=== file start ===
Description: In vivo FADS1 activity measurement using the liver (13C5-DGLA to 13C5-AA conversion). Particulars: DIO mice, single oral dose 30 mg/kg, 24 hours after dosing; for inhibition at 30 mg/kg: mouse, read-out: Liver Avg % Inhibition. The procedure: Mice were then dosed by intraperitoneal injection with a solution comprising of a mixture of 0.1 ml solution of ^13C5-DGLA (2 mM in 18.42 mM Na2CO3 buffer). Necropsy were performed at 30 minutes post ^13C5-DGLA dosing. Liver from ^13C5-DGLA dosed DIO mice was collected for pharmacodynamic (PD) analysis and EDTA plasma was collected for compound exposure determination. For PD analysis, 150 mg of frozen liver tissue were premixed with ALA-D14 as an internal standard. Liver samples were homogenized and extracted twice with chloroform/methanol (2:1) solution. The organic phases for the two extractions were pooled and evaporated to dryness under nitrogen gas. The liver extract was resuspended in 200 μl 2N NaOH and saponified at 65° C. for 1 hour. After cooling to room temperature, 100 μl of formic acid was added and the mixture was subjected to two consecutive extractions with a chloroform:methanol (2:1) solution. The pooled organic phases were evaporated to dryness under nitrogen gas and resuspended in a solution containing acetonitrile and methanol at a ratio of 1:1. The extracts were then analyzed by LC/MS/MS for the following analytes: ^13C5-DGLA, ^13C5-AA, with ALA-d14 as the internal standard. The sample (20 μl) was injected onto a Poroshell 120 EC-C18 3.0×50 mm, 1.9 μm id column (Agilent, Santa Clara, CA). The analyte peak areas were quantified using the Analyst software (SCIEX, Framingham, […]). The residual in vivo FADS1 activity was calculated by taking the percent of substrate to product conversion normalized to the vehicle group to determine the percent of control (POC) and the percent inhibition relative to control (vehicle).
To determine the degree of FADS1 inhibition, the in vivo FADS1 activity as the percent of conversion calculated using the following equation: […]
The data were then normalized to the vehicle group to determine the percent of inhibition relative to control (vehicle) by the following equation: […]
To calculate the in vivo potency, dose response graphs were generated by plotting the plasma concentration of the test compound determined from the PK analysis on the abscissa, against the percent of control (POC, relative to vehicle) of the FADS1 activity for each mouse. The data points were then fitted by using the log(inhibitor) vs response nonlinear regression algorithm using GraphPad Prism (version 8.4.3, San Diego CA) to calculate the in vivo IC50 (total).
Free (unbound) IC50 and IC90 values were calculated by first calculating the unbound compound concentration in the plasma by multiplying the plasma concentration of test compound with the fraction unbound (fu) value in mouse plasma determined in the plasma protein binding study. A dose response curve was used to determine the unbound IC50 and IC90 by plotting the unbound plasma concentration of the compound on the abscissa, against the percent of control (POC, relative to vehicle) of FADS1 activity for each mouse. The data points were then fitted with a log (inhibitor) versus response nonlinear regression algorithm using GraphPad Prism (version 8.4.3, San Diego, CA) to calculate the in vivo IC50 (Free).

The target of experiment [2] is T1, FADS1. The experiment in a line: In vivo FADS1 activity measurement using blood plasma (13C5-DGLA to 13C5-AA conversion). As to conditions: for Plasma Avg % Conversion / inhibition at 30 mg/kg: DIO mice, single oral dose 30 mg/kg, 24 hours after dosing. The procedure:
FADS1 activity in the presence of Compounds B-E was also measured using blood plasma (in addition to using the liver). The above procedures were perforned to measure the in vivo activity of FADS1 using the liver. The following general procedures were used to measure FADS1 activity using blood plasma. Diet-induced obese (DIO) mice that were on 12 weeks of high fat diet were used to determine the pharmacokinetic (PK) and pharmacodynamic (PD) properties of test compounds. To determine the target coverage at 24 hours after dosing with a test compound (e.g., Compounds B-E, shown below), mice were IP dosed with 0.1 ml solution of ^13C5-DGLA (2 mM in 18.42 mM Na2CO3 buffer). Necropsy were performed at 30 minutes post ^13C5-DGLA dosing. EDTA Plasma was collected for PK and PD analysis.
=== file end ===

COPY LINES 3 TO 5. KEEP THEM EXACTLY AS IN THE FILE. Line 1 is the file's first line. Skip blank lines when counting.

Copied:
The data were then normalized to the vehicle group to determine the percent of inhibition relative to control (vehicle) by the following equation: […]
To calculate the in vivo potency, dose response graphs were generated by plotting the plasma concentration of the test compound determined from the PK analysis on the abscissa, against the percent of control (POC, relative to vehicle) of the FADS1 activity for each mouse. The data points were then fitted by using the log(inhibitor) vs response nonlinear regression algorithm using GraphPad Prism (version 8.4.3, San Diego CA) to calculate the in vivo IC50 (total).
Free (unbound) IC50 and IC90 values were calculated by first calculating the unbound compound concentration in the plasma by multiplying the plasma concentration of test compound with the fraction unbound (fu) value in mouse plasma determined in the plasma protein binding study. A dose response curve was used to determine the unbound IC50 and IC90 by plotting the unbound plasma concentration of the compound on the abscissa, against the percent of control (POC, relative to vehicle) of FADS1 activity for each mouse. The data points were then fitted with a log (inhibitor) versus response nonlinear regression algorithm using GraphPad Prism (version 8.4.3, San Diego, CA) to calculate the in vivo IC50 (Free).